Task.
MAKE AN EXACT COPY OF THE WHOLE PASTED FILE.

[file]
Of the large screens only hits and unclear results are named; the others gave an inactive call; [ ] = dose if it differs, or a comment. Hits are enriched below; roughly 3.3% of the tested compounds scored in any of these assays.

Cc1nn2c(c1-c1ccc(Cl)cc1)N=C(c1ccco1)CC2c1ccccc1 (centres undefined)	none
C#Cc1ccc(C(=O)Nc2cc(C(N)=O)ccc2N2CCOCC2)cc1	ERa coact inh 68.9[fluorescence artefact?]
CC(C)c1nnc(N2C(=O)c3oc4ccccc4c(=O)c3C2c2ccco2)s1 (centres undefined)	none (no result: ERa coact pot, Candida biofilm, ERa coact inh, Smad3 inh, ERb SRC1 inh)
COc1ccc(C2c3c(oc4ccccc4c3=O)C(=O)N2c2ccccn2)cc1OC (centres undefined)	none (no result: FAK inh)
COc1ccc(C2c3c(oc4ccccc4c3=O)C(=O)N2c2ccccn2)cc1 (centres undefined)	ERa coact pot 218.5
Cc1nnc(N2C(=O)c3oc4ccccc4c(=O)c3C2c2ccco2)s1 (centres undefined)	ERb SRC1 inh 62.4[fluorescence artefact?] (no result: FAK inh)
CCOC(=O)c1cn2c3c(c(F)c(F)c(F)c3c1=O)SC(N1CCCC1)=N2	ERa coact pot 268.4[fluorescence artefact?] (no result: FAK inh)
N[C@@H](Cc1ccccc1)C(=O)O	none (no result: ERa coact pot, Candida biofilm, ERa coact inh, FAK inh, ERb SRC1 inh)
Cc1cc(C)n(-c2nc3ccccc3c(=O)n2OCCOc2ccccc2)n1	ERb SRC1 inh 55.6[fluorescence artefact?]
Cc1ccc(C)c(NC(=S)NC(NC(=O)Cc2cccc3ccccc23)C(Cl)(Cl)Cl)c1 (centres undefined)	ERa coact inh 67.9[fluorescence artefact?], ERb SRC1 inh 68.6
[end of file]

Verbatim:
Of the large screens only hits and unclear results are named; the others gave an inactive call; [ ] = dose if it differs, or a comment. Hits are enriched below; roughly 3.3% of the tested compounds scored in any of these assays.

Cc1nn2c(c1-c1ccc(Cl)cc1)N=C(c1ccco1)CC2c1ccccc1 (centres undefined)	none
C#Cc1ccc(C(=O)Nc2cc(C(N)=O)ccc2N2CCOCC2)cc1	ERa coact inh 68.9[fluorescence artefact?]
CC(C)c1nnc(N2C(=O)c3oc4ccccc4c(=O)c3C2c2ccco2)s1 (centres undefined)	none (no result: ERa coact pot, Candida biofilm, ERa coact inh, Smad3 inh, ERb SRC1 inh)
COc1ccc(C2c3c(oc4ccccc4c3=O)C(=O)N2c2ccccn2)cc1OC (centres undefined)	none (no result: FAK inh)
COc1ccc(C2c3c(oc4ccccc4c3=O)C(=O)N2c2ccccn2)cc1 (centres undefined)	ERa coact pot 218.5
Cc1nnc(N2C(=O)c3oc4ccccc4c(=O)c3C2c2ccco2)s1 (centres undefined)	ERb SRC1 inh 62.4[fluorescence artefact?] (no result: FAK inh)
CCOC(=O)c1cn2c3c(c(F)c(F)c(F)c3c1=O)SC(N1CCCC1)=N2	ERa coact pot 268.4[fluorescence artefact?] (no result: FAK inh)
N[C@@H](Cc1ccccc1)C(=O)O	none (no result: ERa coact pot, Candida biofilm, ERa coact inh, FAK inh, ERb SRC1 inh)
Cc1cc(C)n(-c2nc3ccccc3c(=O)n2OCCOc2ccccc2)n1	ERb SRC1 inh 55.6[fluorescence artefact?]
Cc1ccc(C)c(NC(=S)NC(NC(=O)Cc2cccc3ccccc23)C(Cl)(Cl)Cl)c1 (centres undefined)	ERa coact inh 67.9[fluorescence artefact?], ERb SRC1 inh 68.6